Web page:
Catholic Church in China: heading underground–again?

Years ago a connection of mine who has spent a lot of time in China—someone who has devoted a great deal of his life to attempting to understand the complex, conflicted mindset of the Beijing leadership as it emerged from decades of Maoism—sat down with a prominent party official during a business dinner. This was in the early years just after Deng Xiaoping had begun to unleash what would become a global manufacturing and creative juggernaut out of the middle kingdom.

The official told my source, Mao was dead, communism in China was dead and there was now a vast spiritual void opening up in the collective psyche of the Chinese people—a void that the party had once filled with the heroic imagination of a people on the march into a bright, shining future, a collective light to the world. Now he worried it would only be filled by a deep emptiness or worse that the people of China would seek to fill that emptiness with materialism and consumption. He told my source that he only hoped that Christianity, perhaps the Catholic Church specifically, could revive itself to accept this new responsibility and help fill that spiritual hole left behind by the diminishing role of party fealty and Maoist ideology.

Both things seem to have come to pass. Consumption levels in China have quickly risen to rival those in the West as people there seek to fill the same incompleteness which encourage pointless materialism anywhere in the world. And in recent years, the Catholic Church, along with other Christian, Buddhist and other religious and spiritual and traditional practices have stepped tentatively out of the shadows.

In 2007 Pope Benedict seemed confident that the two churches in China—a Catholic church loyal to Beijing and its underground shadow, loyal to Rome—were on their way to becoming one Christian community again in responding to the profound spiritual need in China. He urged neither side to engage in any activity that could be interpreted as a provocation that might undermine the improving relationship between Beijing and Rome.

It was a position not popular among the members of the underground church—many had sacrificed everything during the dark ages before Deng—but Pope Benedict apparently felt a calculated risk was worth taking toward rapprochement.

The improvement in Sino-Vatican relations has not been steady; there have been many disappointments and setbacks. Priests, catechists and bishops released from prison have occasionally been rounded up again; the fate of some remains unknown. But the overall trend has been positive, if spotty. Until last month that is when the dialogue and the improving relationship seems to have taken a great leap backward.

On November 20th, the Chinese Communist Party broke its tacit agreement with the Vatican not to attempt to ordain bishops without papal approval when Father Joseph Guo Jincai was installed as the "Bishop" of the Diocese of Chengde. Worse other Catholic bishops were apparently forced to attend the ordination. Some went into hiding in order to avoid attending.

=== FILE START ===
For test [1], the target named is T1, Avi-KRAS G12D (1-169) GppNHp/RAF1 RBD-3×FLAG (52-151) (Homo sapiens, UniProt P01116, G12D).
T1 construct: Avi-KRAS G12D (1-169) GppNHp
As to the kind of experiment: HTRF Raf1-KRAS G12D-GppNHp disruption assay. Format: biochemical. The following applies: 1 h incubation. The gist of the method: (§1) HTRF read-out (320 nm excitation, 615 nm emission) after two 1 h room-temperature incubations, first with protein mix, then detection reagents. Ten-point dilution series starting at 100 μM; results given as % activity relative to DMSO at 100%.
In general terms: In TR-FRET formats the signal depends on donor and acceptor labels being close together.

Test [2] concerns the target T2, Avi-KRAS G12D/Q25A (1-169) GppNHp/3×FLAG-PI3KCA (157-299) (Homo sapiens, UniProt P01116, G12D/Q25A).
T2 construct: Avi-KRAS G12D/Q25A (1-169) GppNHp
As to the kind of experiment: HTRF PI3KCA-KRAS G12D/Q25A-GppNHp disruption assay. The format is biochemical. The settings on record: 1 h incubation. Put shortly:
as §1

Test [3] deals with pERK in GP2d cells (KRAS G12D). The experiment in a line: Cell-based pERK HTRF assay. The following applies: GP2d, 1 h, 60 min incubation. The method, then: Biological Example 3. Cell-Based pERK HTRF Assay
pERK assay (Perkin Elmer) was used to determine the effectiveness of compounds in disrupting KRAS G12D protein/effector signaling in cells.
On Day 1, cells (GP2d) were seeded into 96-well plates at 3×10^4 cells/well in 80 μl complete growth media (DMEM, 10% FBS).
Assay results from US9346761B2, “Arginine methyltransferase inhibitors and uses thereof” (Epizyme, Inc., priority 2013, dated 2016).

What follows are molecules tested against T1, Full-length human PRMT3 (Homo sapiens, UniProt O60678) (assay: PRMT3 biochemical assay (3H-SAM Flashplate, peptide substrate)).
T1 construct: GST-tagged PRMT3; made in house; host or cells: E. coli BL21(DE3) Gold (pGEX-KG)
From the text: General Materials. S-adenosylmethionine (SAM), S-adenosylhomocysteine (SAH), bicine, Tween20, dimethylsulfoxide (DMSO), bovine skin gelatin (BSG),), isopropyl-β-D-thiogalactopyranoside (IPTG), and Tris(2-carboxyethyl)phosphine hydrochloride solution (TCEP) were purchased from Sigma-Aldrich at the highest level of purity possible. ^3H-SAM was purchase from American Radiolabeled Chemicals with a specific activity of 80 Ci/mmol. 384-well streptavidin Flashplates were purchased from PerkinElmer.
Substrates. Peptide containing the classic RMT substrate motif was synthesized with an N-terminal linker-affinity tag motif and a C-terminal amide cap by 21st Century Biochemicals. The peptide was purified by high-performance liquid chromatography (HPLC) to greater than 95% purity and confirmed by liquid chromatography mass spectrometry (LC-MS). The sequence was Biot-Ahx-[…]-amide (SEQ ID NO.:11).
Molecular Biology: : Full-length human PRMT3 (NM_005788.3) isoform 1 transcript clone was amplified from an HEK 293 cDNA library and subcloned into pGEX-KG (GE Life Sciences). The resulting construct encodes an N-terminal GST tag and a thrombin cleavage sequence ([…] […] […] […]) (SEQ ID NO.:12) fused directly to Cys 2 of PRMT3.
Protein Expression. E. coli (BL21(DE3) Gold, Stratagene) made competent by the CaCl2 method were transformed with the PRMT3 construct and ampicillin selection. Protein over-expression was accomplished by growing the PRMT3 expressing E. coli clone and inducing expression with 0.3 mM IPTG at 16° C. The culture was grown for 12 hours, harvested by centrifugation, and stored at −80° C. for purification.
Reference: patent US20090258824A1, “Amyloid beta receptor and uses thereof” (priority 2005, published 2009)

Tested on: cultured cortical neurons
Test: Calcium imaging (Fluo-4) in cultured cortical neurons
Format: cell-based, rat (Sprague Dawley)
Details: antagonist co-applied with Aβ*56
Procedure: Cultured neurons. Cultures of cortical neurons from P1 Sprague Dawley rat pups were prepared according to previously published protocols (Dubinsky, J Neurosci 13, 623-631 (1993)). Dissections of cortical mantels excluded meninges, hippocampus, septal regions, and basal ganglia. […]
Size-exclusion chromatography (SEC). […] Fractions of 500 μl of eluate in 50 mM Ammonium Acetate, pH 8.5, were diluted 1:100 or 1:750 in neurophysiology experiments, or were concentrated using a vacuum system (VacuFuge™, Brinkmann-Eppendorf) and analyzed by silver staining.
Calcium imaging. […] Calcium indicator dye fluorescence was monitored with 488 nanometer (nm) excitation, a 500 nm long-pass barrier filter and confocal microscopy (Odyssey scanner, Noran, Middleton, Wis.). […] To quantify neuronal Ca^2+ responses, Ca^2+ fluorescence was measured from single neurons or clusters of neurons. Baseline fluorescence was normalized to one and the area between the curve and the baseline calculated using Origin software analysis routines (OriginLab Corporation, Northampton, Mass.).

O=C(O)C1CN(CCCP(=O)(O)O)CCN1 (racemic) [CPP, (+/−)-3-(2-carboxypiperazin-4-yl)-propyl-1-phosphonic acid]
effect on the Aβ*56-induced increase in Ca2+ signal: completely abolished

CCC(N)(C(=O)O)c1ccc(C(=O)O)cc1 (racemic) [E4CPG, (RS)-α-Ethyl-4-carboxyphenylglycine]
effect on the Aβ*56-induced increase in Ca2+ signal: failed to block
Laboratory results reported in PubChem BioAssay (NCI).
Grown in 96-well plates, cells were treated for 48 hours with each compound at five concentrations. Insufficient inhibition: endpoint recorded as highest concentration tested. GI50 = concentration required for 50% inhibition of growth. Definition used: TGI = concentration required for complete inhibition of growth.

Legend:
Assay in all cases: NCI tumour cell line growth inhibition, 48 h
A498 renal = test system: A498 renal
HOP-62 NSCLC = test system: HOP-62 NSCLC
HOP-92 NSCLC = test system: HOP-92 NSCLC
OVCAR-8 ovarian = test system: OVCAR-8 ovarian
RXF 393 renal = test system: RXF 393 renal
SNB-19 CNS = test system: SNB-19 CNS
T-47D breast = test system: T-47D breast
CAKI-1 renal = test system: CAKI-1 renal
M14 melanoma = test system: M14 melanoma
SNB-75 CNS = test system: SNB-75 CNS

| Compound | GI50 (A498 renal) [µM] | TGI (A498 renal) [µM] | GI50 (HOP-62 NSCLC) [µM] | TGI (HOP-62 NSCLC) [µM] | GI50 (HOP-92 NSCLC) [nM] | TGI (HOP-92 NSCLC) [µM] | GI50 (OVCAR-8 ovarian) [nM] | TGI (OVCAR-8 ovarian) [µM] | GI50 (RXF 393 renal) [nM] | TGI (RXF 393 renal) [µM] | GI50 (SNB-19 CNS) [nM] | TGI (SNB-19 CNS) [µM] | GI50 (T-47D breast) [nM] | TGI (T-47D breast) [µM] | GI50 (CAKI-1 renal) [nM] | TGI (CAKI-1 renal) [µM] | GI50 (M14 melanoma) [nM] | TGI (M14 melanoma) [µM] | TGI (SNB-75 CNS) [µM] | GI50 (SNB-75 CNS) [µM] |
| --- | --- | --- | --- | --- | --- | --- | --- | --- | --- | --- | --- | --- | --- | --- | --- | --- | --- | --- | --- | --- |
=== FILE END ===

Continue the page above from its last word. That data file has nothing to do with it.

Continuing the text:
A national congress has similarly featured enforced attendance and unusual and aggressive police and security actions and surveillance. Cangzhou Bishop Joseph Li Liangui refused to attend and has apparently returned to the underground to avoid more coercion with “official” Catholic business or worse. Others are likely to follow suit.

It’s hard to say what has provoked Beijing’s anti-Vatican backlash. China has certainly felt unwelcome attention since the Nobel Peace Prize was awarded to imprisoned dissident Liu Xiaobo. China is no doubt weary of being the scapegoat for the West’s recent economic reversals and beginning to resent charges that it unfairly manipulates its currency.

Its population is increasingly harder to control, in greater contact with the West, hungrier for material and political expression and pressing against the limits of a one party system, particularly one whose propelling principals seem ever more difficult to discern. Its economy suffers from the same shakiness that has staggered other powers, some housing markets are straining to burst and its vast population requires a breathtaking rate of job creation. There is no guarantee that given the right economic circumstances and popular restiveness that the mandate of heaven could not pass from Beijing.

The sudden return to form might just be a general resistance to any Western cultural force, particularly one whose loyalties are so inherently questionable. Whatever the cause, the bad old days are abruptly back and we should be paying attention in the West. It is, after all, highly unlikely that Beijing has suddenly felt compelled to about-face on the Catholic Church alone.

In this scenario the church and its disappearing and strong-armed clergy are just the collateral damage to a larger realignment. China’s attitude toward Rome says something about its entire stance to the West, one of tentative outreach or paranoid resistance. It appears that the latter is in ascendancy in Beijing and that will have significance for Western interests far beyond the borders of Vatican City.

About the author

Kevin Clarke

Kevin Clarke is the chief correspondent for America magazine and author of Oscar Romero: Love Must Win Out (Liturgical Press).